A Look at Open Source Software and Game Development
To start, we want to cover a bit about what exactly open source software is and its effect on modern game development. Open source can be thought about as decision that starts with the creator of the software. It is a way to give permission to other game and software developers to collaborate with each other to improve or modify the original program. It is a commitment to the entire design process and the game design community. Open source refers to completely accessible source code and in many cases, the design elements that are associated with that software.
Enhancement is also an important part of the open source philosophy. Game source code has for the most part been proprietary software with licenses held only by the creators. This is especially true with gaming engines which are sold to gaming companies for development. However, in the case of a few game developers such as ID Software, they released their source code for games like Quake and Quake 2 which created a very large community of game mods and may have even launched a few careers in the gaming industry.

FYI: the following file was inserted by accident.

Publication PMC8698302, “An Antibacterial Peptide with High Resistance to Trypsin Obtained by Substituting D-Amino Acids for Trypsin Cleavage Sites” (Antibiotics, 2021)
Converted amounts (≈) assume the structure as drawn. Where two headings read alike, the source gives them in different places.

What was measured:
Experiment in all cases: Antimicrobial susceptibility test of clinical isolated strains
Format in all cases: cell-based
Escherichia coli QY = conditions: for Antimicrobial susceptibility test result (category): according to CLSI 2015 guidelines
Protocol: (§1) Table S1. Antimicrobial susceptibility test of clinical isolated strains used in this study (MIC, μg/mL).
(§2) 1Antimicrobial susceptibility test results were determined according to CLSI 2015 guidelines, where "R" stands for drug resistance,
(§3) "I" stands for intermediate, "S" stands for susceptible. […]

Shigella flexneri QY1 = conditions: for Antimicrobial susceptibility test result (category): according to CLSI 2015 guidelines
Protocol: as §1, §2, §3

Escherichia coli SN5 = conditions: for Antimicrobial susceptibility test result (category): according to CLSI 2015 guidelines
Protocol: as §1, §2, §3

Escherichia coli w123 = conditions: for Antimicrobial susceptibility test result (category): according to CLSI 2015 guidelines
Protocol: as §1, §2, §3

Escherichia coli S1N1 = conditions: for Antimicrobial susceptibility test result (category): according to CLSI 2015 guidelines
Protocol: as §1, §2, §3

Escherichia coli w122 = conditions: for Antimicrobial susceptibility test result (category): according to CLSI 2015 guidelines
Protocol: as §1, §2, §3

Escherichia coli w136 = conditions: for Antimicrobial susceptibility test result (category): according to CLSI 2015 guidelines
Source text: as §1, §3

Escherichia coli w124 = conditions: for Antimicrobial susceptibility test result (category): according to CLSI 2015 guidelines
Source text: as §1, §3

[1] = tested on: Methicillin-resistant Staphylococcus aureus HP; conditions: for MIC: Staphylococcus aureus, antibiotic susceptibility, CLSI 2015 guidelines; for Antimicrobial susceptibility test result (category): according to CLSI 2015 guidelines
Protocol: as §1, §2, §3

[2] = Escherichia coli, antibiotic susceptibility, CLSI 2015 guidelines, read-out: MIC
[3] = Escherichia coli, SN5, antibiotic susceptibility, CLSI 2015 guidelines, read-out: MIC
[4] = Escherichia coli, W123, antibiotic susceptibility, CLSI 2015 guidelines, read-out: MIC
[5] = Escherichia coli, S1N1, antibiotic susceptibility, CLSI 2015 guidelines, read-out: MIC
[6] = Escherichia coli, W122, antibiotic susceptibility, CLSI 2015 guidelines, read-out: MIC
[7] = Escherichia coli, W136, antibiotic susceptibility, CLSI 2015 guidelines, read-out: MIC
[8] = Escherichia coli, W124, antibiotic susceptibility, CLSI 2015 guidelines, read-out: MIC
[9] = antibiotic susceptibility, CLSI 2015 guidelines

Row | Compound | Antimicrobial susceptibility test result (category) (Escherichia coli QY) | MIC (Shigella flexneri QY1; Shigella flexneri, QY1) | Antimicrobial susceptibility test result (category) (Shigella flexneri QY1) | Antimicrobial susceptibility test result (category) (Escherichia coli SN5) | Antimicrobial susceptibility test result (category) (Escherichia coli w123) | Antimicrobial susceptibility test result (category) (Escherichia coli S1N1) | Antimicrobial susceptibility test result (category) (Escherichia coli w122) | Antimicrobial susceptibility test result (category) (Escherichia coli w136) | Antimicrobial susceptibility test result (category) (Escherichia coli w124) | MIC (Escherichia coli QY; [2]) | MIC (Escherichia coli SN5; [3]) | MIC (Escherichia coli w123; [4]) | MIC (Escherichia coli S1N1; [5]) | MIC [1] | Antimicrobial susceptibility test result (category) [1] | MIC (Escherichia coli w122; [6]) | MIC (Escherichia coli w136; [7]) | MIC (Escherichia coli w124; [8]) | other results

The most important factor of open source software is that the developer has much more control over what they can create. The programmer is able to change portions of the code or even remove those that are not to their liking. This is especially a boon for programmers that are just learning to code as it assists them in becoming more proficient at programming.
Another positive aspect of open source code is that, when there is a community attached to the particular code, bugs are detected and fixed much faster than code that is shielded from the public. Does open source mean free games and free software?
In fact, while most open source products are free, the developers are permitted to charge for their product. The licensing for open source software often and almost always requires the developer to keep the code open. Because of this, most programmers simply release their creation as a free product.
However, it is not uncommon to find that a developer will charge for other supplemental services related to the installation of the software. This would be something like paid tech support for the product.